This can make websites load faster. On the flip side, enabling this setting can also cause those same websites to look a little wonky on your screen. Use at your own discretion.
HTTPS Everywhere Again, I find it cool that Brave can force the HTTPS (more secure) version of just about any site. It's a neat blend of convenience and security.
It's also unique that it's built directly into the browser. You can usually only get this functionality by installing extensions; which is not possible in the iOS environment.
Brave Shield With the "Brave Shield" you can easily whitelist websites that you trust. Whitelisting a website means that you let some things like ad trackers go ahead and do their tracking thing.
Reward System What's probably the most unique feature about this browser is its built-in reward system.
What exactly is the rewards system?
Brave Rewards lets you anonymously support the sites you visit. With Brave Rewards, your browser tallies the attention you spend on the sites you visit and divides up a monthly BAT contribution among sites based on your attention.
Brave FAQ page
BAT is the cryptocurrency Brave uses for its reward system. BAT stands for Basic Attention Token.
In addition to the above, you can convert your fiat ("real" money) into BAT and deposit it straight to the wallet via Brave.
Brave also gives you the option to easily earn BAT by viewing "Accepted Ads" while you're using it.
Participating in Brave's reward system is completely voluntary.
Syncing Brave can sync between devices. This comes in handy if you often find yourself switching between different devices on the regular.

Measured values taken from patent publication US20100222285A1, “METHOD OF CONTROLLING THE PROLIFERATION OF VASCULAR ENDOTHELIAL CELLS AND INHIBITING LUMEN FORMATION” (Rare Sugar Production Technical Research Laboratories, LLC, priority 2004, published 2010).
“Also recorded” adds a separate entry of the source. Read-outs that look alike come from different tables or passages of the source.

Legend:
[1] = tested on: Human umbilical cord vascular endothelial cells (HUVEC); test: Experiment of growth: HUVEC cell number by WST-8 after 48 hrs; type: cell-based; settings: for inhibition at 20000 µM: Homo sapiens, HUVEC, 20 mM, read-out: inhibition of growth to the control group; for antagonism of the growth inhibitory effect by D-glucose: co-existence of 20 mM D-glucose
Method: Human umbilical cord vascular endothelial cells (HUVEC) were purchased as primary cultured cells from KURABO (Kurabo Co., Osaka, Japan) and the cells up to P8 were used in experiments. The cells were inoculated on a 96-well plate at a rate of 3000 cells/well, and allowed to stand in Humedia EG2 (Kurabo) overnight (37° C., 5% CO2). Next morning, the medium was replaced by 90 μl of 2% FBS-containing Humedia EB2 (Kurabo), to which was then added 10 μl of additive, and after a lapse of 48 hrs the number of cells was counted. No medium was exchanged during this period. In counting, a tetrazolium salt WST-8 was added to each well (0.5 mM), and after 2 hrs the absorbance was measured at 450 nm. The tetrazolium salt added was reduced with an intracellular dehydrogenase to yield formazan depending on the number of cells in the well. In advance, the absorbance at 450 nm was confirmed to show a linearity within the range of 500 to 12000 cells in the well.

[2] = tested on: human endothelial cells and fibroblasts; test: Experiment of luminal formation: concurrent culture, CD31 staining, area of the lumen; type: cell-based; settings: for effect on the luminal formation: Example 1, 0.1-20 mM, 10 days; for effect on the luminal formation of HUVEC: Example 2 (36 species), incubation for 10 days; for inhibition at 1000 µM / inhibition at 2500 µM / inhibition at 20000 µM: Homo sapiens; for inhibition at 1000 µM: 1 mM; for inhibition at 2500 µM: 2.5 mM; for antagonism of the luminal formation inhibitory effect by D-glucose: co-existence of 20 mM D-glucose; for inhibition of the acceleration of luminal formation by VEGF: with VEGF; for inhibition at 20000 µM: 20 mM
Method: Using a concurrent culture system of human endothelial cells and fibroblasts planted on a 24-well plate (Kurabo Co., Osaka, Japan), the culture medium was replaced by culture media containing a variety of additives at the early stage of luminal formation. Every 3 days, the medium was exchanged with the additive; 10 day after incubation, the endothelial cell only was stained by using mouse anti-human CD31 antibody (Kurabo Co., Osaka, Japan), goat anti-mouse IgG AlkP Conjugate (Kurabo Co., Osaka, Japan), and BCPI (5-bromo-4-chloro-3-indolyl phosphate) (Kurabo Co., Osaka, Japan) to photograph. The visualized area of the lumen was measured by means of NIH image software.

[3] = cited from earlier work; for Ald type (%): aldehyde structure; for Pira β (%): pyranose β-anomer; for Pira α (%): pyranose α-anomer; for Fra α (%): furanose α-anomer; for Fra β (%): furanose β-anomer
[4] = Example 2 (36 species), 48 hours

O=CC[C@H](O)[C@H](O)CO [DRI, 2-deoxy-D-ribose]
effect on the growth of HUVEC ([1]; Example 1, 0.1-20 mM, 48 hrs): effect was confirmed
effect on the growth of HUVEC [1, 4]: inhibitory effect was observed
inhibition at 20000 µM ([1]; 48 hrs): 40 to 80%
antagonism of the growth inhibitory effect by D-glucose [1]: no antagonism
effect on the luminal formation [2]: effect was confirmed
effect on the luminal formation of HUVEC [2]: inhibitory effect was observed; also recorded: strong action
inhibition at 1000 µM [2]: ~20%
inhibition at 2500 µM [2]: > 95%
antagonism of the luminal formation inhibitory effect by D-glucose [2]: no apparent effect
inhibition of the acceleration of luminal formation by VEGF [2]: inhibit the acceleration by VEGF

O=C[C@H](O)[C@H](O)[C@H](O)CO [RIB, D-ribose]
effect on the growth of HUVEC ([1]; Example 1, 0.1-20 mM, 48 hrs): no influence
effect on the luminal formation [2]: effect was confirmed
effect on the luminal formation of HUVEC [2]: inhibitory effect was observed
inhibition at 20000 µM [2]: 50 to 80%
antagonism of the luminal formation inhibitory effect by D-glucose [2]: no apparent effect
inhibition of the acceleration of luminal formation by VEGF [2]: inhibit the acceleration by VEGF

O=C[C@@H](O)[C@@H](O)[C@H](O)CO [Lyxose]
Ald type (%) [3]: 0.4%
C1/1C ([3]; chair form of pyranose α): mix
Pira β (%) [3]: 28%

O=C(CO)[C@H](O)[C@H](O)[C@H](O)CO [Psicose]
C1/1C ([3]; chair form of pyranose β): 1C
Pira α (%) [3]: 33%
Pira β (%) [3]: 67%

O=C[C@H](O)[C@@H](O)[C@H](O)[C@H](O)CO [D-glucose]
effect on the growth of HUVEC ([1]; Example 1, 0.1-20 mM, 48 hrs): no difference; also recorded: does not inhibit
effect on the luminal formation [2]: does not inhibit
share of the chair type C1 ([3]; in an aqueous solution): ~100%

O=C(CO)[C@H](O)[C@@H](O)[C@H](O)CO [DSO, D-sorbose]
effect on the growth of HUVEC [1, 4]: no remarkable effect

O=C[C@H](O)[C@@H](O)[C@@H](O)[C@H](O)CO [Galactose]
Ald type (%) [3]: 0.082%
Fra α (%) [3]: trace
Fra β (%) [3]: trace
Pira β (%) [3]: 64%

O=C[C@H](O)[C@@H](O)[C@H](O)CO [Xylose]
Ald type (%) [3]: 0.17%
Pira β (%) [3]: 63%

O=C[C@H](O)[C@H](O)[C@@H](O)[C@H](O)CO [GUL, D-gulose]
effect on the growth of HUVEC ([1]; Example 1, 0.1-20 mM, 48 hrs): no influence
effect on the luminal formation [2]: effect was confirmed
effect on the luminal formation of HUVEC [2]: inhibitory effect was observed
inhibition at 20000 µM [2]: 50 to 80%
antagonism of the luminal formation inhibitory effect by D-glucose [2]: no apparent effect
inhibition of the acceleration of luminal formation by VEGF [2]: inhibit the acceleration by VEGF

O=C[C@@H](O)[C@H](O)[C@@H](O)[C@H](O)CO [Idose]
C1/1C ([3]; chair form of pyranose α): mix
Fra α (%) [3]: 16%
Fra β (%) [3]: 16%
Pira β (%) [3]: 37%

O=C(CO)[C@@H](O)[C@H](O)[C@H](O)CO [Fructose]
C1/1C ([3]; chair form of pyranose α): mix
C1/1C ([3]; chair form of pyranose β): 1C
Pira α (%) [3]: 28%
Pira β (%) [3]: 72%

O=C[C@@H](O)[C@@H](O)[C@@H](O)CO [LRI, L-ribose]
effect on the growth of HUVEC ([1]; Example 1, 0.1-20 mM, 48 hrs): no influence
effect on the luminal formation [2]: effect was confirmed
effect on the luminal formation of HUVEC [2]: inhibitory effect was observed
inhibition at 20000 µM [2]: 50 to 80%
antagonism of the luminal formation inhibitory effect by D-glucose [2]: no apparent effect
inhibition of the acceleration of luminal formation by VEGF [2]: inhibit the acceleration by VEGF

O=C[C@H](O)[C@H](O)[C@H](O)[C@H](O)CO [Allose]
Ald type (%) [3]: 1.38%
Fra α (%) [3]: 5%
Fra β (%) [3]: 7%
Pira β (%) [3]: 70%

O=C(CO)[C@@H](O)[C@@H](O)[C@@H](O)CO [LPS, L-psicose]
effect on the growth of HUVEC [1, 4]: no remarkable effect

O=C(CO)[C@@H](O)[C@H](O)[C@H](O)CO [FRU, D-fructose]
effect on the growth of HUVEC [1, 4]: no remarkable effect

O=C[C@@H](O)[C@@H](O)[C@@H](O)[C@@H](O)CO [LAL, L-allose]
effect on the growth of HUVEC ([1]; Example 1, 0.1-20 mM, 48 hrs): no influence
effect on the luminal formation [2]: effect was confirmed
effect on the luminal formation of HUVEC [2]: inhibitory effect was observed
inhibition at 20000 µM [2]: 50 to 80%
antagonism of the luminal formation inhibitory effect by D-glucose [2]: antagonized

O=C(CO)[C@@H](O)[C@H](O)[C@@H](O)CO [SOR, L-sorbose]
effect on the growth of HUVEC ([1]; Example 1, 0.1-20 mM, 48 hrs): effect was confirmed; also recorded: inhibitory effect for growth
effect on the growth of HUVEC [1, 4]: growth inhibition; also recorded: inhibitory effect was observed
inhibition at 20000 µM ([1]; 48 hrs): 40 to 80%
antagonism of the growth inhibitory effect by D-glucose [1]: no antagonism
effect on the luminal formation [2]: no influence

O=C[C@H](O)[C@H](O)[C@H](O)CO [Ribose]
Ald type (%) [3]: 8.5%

Safari Integration Firefox Focus's content-blocking features can be carried over to Safari. It works pretty well, but you can't see exactly what tracker (or how many exactly) was blocked by Focus.
Unfortunately, due to Apple's closed design of the iOS environment, Firefox Focus can't integrate into other browsers you may use.
To integrate Firefox Focus's blocking features with Safari, you have to go into your iPhone settings app, and select Safari. You'll find it under "Content Blockers."
Siri Shortcuts With Focus, you can enable Siri shortcuts to erase all data when Firefox Focus is still running in the background.
You can also set up a Siri shortcut to make Focus open a specified URL.
It goes without saying that neither browser is perfect. Both Brave and Focus have their specific cons.
I highlight each browser's biggest annoyances here.
The rewards system can be buggy
The biggest complaint I have found is that you can only earn BAT from viewing ads if you're in a supported region. If your region isn't supported, the browser doesn't always tell you that you're in an unsupported region; you just won't be served any ads to earn BAT!
What's more is, though it hasn't happened to me during my use of Brave, I've heard plenty of stories where an update wiped out accumulated BAT tokens or a wallet transfer magically disappeared.
Fortunately, it seems that the developers are receptive to BAT feedback on social media channels like Twitter and Reddit.
Settings can be confusing
The different settings can be a bit all over the place when you first take a look at the main settings screen.
It's kind of like when you change cable providers and have to memorize the new channel guide. So, roughly speaking, it's actually easy enough to get accustomed to finding what you need.
However, my biggest gripe is that Brave doesn't do well in explaining what these settings do within the app. Like at all.
Many other apps will give you a quick one sentence blurb on what a setting does. Brave doesn't do that with any of its setting toggles, unfortunately.
Since Brave gave its tracker blockers the monicker "shields," I expected a little more of an explanation of what these shields do, even if just a blurb under the toggle itself.